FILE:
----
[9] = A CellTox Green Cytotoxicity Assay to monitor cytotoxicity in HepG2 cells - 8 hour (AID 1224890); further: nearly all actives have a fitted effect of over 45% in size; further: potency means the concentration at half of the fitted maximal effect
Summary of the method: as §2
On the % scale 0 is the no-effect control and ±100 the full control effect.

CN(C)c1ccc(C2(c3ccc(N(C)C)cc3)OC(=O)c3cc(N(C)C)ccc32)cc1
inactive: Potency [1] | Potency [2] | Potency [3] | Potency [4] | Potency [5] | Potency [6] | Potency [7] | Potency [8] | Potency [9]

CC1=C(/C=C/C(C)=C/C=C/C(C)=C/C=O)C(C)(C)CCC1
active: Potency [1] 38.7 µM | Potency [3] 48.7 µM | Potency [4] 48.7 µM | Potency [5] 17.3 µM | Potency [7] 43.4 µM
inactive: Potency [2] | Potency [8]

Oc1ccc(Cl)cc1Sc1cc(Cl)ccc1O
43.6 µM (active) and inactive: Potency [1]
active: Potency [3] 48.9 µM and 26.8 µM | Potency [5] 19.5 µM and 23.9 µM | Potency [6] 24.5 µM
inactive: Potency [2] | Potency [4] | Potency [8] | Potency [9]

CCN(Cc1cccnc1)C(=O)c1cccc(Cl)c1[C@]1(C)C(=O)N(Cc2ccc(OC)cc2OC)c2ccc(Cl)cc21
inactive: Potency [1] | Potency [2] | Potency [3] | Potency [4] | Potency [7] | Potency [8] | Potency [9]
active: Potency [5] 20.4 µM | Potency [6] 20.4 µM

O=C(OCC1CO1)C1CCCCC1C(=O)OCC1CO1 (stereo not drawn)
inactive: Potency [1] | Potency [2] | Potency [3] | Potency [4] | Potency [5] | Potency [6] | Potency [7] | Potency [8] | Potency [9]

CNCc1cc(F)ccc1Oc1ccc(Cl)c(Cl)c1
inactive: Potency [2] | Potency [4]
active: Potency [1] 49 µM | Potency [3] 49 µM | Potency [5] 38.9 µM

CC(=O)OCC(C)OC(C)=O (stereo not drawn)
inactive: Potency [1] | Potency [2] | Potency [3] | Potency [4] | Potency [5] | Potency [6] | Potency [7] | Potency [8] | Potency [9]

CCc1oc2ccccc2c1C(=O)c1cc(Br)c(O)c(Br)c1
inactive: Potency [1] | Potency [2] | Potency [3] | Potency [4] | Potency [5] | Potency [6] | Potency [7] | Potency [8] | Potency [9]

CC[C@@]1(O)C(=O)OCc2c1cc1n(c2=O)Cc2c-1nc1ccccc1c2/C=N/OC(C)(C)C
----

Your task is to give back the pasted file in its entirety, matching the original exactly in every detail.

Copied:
[9] = A CellTox Green Cytotoxicity Assay to monitor cytotoxicity in HepG2 cells - 8 hour (AID 1224890); further: nearly all actives have a fitted effect of over 45% in size; further: potency means the concentration at half of the fitted maximal effect
Summary of the method: as §2
On the % scale 0 is the no-effect control and ±100 the full control effect.

CN(C)c1ccc(C2(c3ccc(N(C)C)cc3)OC(=O)c3cc(N(C)C)ccc32)cc1
inactive: Potency [1] | Potency [2] | Potency [3] | Potency [4] | Potency [5] | Potency [6] | Potency [7] | Potency [8] | Potency [9]

CC1=C(/C=C/C(C)=C/C=C/C(C)=C/C=O)C(C)(C)CCC1
active: Potency [1] 38.7 µM | Potency [3] 48.7 µM | Potency [4] 48.7 µM | Potency [5] 17.3 µM | Potency [7] 43.4 µM
inactive: Potency [2] | Potency [8]

Oc1ccc(Cl)cc1Sc1cc(Cl)ccc1O
43.6 µM (active) and inactive: Potency [1]
active: Potency [3] 48.9 µM and 26.8 µM | Potency [5] 19.5 µM and 23.9 µM | Potency [6] 24.5 µM
inactive: Potency [2] | Potency [4] | Potency [8] | Potency [9]

CCN(Cc1cccnc1)C(=O)c1cccc(Cl)c1[C@]1(C)C(=O)N(Cc2ccc(OC)cc2OC)c2ccc(Cl)cc21
inactive: Potency [1] | Potency [2] | Potency [3] | Potency [4] | Potency [7] | Potency [8] | Potency [9]
active: Potency [5] 20.4 µM | Potency [6] 20.4 µM

O=C(OCC1CO1)C1CCCCC1C(=O)OCC1CO1 (stereo not drawn)
inactive: Potency [1] | Potency [2] | Potency [3] | Potency [4] | Potency [5] | Potency [6] | Potency [7] | Potency [8] | Potency [9]

CNCc1cc(F)ccc1Oc1ccc(Cl)c(Cl)c1
inactive: Potency [2] | Potency [4]
active: Potency [1] 49 µM | Potency [3] 49 µM | Potency [5] 38.9 µM

CC(=O)OCC(C)OC(C)=O (stereo not drawn)
inactive: Potency [1] | Potency [2] | Potency [3] | Potency [4] | Potency [5] | Potency [6] | Potency [7] | Potency [8] | Potency [9]

CCc1oc2ccccc2c1C(=O)c1cc(Br)c(O)c(Br)c1
inactive: Potency [1] | Potency [2] | Potency [3] | Potency [4] | Potency [5] | Potency [6] | Potency [7] | Potency [8] | Potency [9]

CC[C@@]1(O)C(=O)OCc2c1cc1n(c2=O)Cc2c-1nc1ccccc1c2/C=N/OC(C)(C)C